In addition, hedgehogs need assistance with keeping their nails trimmed, and vets can provide this service if you don’t feel comfortable trimming your hedgehog’s nails yourself.

What Do I Do If I Find A Baby Hedgehog?

If you find a baby hedgehog in the wild, the first thing to do is to spend some time observing them before disturbing them. In some instances, it will be best to leave the baby hedgehog exactly where it is, while other circumstances will warrant immediate intervention.

If you find a baby hedgehog in a dangerous situation, such as on or near a road, or a baby hedgehog near its mother that has died, intervene as soon as possible.

Similarly, if the baby hedgehog is alone, weighing less than 300 grams or with their eyes closed, immediate intervention is likely to be necessary.

Small baby hedgehogs do not have the required fat reserves necessary to survive cold weather, and a baby hedgehog whose mother has died and who is not old enough to fend for themselves will benefit from human intervention.

Can Wild Baby Hedgehogs Spread Diseases To Me?

Like all wild animals, baby hedgehogs can potentially carry diseases that can spread to humans.

Hedgehogs have been linked to some bacterial microbial infections including mycobacteria and salmonella, in addition to viral and fungal diseases.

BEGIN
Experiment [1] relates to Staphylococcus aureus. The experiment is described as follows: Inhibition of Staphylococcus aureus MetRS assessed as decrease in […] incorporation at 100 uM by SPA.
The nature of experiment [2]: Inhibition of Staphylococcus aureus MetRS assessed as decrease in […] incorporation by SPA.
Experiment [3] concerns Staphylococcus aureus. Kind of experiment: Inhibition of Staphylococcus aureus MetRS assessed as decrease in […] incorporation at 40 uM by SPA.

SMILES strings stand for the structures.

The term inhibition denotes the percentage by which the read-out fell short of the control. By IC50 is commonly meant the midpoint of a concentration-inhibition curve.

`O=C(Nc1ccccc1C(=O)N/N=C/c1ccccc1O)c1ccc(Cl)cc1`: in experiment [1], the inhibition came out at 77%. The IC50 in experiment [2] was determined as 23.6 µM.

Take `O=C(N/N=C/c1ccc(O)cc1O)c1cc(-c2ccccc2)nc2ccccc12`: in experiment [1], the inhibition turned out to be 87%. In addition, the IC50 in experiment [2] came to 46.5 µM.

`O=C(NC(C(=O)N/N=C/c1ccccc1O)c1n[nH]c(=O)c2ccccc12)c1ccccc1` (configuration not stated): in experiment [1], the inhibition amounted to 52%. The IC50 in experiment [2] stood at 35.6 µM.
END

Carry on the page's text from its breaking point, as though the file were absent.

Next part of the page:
For example, the fungal skin infection tinea, also known as ringworm, has been linked to wild and pet hedgehogs.

Cases are rare, but people with compromised immune systems – such as those affected by HIV or taking chemotherapy or immunosuppressants – should speak to their doctor before inviting a baby hedgehog into their home.

Hedgehog Lifespan

Unfortunately, baby hedgehogs do not have long lifespans. Many baby hedgehogs do not survive their infant weeks, and those that do are unlikely to live longer than six years, even with the best of care in captivity.

In the wild, the average hedgehog lifespan is two or three years, with a rare hedgehog surviving in the wild past their fifth birthday.

Got A Hedgehog Pet? Here Are 5 Tips You Need To Know When Caring For A Pet Hedgehog

  1. Hedgehogs are happiest when they have an area they can go to hide, such as a small sleeping pouch or an igloo-shaped structure.
  2. Even beyond their infant weeks, hedgehogs require consistently warm temperatures. Use a thermometer to ensure that your hedgehog’s habitat is between 70 and 80 degrees, and always keep it out of direct sunlight and away from drafts.
  3. Just like dogs, cats, and guinea pigs, hedgehogs love to play with toys. Most toys designed for cats or small dogs will be suitable for hedgehogs, provided they don’t have any small areas or grooves in which their noses, nails, or feet could get caught.
  4. And just like rodents and other small mammals, hedgehogs love getting exercise from a spinning wheel. Again, ensure that the wheel is solid, without spokes that could harm your hedgehog’s nails, toes, or feet.
  5. Hedgehogs are notoriously grumpy and aloof when they first arrive in a new habitat. The best way to win your hedgehog’s affection in those first few days is by being gentle and speaking softly. You’ll soon find that your hedgehog will adapt to its new surroundings and take on it’s naturally friendly playful nature.

Hoglets: They Require Good Care

Remember, if you find a baby hoglet, then be prepared for a lot of work! Hoglets need a lot of care and will require their weight to be charted daily! So, make sure you talk to your local veterinarian or hedgehog breeder for more information!

Common Questions On A Baby Hedgehog

What do you feed a baby hedgehog?

How long do hedgehogs live as a pet?

Do pygmy hedgehogs carry disease?

Can a hedgehog climb a wall?